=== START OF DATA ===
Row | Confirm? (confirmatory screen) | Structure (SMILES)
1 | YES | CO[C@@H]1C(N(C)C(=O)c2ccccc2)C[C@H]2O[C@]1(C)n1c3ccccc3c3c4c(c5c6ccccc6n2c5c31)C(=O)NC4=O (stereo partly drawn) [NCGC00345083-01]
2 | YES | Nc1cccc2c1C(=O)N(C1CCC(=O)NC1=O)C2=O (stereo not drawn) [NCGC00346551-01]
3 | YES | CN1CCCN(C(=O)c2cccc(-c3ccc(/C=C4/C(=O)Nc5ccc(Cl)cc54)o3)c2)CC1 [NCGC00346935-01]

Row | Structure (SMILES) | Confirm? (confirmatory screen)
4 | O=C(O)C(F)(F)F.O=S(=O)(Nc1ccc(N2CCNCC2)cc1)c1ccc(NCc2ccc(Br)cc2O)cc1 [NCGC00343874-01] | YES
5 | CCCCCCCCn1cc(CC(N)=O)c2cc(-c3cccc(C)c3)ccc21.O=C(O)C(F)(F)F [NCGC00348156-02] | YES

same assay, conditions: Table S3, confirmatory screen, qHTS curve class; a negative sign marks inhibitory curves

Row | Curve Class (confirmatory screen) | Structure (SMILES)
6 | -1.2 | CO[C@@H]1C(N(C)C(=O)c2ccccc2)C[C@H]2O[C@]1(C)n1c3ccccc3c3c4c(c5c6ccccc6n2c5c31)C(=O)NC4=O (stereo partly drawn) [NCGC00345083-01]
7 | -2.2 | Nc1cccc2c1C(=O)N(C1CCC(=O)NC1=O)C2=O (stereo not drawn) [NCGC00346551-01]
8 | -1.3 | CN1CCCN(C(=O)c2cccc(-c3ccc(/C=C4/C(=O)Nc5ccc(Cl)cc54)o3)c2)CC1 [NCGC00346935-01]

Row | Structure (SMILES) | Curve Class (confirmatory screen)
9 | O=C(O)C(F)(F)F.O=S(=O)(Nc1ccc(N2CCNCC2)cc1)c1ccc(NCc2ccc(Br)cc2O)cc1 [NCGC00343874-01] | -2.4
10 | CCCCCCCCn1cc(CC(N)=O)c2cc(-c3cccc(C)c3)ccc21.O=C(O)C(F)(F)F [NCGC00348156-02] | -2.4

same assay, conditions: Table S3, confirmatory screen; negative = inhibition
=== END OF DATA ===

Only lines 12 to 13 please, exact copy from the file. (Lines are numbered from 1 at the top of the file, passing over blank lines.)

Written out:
8 | -1.3 | CN1CCCN(C(=O)c2cccc(-c3ccc(/C=C4/C(=O)Nc5ccc(Cl)cc54)o3)c2)CC1 [NCGC00346935-01]

Row | Structure (SMILES) | Curve Class (confirmatory screen)